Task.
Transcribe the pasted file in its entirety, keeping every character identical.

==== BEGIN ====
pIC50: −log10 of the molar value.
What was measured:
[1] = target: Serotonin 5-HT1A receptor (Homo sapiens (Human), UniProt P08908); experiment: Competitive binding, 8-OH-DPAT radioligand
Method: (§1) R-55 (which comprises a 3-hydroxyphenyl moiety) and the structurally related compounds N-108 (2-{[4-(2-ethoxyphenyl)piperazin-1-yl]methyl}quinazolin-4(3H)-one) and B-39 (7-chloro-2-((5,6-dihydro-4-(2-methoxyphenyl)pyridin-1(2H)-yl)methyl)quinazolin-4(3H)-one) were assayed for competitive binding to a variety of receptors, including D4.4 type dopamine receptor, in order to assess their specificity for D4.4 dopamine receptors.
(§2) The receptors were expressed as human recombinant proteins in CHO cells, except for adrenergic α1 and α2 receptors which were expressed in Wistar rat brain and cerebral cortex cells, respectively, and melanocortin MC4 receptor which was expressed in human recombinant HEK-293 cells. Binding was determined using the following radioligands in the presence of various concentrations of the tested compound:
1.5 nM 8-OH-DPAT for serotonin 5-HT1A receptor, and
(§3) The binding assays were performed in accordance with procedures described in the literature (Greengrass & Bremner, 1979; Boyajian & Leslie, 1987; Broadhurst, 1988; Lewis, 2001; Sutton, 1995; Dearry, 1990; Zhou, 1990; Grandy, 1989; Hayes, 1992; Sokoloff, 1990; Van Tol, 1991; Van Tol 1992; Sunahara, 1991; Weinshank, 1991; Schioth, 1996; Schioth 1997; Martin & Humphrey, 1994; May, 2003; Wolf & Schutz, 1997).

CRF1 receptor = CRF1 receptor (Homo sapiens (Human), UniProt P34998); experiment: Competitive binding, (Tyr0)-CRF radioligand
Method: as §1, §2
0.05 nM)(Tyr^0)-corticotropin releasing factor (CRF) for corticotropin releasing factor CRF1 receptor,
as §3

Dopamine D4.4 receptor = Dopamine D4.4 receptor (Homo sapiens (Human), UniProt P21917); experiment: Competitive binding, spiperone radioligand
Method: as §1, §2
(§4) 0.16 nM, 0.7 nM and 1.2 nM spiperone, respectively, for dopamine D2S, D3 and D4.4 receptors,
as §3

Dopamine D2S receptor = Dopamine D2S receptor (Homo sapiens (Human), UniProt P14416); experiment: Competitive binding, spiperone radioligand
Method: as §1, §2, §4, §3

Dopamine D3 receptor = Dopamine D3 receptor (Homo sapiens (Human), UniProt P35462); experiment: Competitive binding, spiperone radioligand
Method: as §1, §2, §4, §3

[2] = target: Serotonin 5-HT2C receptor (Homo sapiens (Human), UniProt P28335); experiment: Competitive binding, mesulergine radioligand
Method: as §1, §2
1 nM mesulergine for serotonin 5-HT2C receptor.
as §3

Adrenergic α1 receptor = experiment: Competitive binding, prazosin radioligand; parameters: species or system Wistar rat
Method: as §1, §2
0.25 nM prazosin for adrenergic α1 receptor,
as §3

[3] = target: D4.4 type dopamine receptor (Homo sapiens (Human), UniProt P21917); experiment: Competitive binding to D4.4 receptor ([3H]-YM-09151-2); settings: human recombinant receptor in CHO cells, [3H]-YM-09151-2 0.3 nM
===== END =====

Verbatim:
pIC50: −log10 of the molar value.
What was measured:
[1] = target: Serotonin 5-HT1A receptor (Homo sapiens (Human), UniProt P08908); experiment: Competitive binding, 8-OH-DPAT radioligand
Method: (§1) R-55 (which comprises a 3-hydroxyphenyl moiety) and the structurally related compounds N-108 (2-{[4-(2-ethoxyphenyl)piperazin-1-yl]methyl}quinazolin-4(3H)-one) and B-39 (7-chloro-2-((5,6-dihydro-4-(2-methoxyphenyl)pyridin-1(2H)-yl)methyl)quinazolin-4(3H)-one) were assayed for competitive binding to a variety of receptors, including D4.4 type dopamine receptor, in order to assess their specificity for D4.4 dopamine receptors.
(§2) The receptors were expressed as human recombinant proteins in CHO cells, except for adrenergic α1 and α2 receptors which were expressed in Wistar rat brain and cerebral cortex cells, respectively, and melanocortin MC4 receptor which was expressed in human recombinant HEK-293 cells. Binding was determined using the following radioligands in the presence of various concentrations of the tested compound:
1.5 nM 8-OH-DPAT for serotonin 5-HT1A receptor, and
(§3) The binding assays were performed in accordance with procedures described in the literature (Greengrass & Bremner, 1979; Boyajian & Leslie, 1987; Broadhurst, 1988; Lewis, 2001; Sutton, 1995; Dearry, 1990; Zhou, 1990; Grandy, 1989; Hayes, 1992; Sokoloff, 1990; Van Tol, 1991; Van Tol 1992; Sunahara, 1991; Weinshank, 1991; Schioth, 1996; Schioth 1997; Martin & Humphrey, 1994; May, 2003; Wolf & Schutz, 1997).

CRF1 receptor = CRF1 receptor (Homo sapiens (Human), UniProt P34998); experiment: Competitive binding, (Tyr0)-CRF radioligand
Method: as §1, §2
0.05 nM)(Tyr^0)-corticotropin releasing factor (CRF) for corticotropin releasing factor CRF1 receptor,
as §3

Dopamine D4.4 receptor = Dopamine D4.4 receptor (Homo sapiens (Human), UniProt P21917); experiment: Competitive binding, spiperone radioligand
Method: as §1, §2
(§4) 0.16 nM, 0.7 nM and 1.2 nM spiperone, respectively, for dopamine D2S, D3 and D4.4 receptors,
as §3

Dopamine D2S receptor = Dopamine D2S receptor (Homo sapiens (Human), UniProt P14416); experiment: Competitive binding, spiperone radioligand
Method: as §1, §2, §4, §3

Dopamine D3 receptor = Dopamine D3 receptor (Homo sapiens (Human), UniProt P35462); experiment: Competitive binding, spiperone radioligand
Method: as §1, §2, §4, §3

[2] = target: Serotonin 5-HT2C receptor (Homo sapiens (Human), UniProt P28335); experiment: Competitive binding, mesulergine radioligand
Method: as §1, §2
1 nM mesulergine for serotonin 5-HT2C receptor.
as §3

Adrenergic α1 receptor = experiment: Competitive binding, prazosin radioligand; parameters: species or system Wistar rat
Method: as §1, §2
0.25 nM prazosin for adrenergic α1 receptor,
as §3

[3] = target: D4.4 type dopamine receptor (Homo sapiens (Human), UniProt P21917); experiment: Competitive binding to D4.4 receptor ([3H]-YM-09151-2); settings: human recombinant receptor in CHO cells, [3H]-YM-09151-2 0.3 nM